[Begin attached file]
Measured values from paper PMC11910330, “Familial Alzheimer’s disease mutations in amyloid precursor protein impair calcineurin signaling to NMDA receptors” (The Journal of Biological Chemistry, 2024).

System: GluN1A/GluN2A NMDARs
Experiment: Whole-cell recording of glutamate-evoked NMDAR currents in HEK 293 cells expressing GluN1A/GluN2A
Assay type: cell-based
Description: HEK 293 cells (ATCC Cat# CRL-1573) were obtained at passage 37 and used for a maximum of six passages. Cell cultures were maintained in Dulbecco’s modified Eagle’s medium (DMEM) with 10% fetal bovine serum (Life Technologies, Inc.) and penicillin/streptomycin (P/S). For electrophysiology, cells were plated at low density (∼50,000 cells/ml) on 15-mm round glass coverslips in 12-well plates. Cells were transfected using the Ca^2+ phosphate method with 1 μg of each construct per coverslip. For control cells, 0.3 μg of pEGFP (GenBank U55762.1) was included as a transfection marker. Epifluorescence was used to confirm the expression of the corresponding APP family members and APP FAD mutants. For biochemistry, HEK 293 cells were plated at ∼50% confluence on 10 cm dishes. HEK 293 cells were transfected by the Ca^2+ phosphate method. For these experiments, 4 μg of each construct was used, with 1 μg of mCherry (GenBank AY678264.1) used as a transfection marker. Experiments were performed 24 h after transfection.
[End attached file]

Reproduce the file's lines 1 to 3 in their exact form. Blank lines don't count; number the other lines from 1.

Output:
Measured values from paper PMC11910330, “Familial Alzheimer’s disease mutations in amyloid precursor protein impair calcineurin signaling to NMDA receptors” (The Journal of Biological Chemistry, 2024).

System: GluN1A/GluN2A NMDARs
Experiment: Whole-cell recording of glutamate-evoked NMDAR currents in HEK 293 cells expressing GluN1A/GluN2A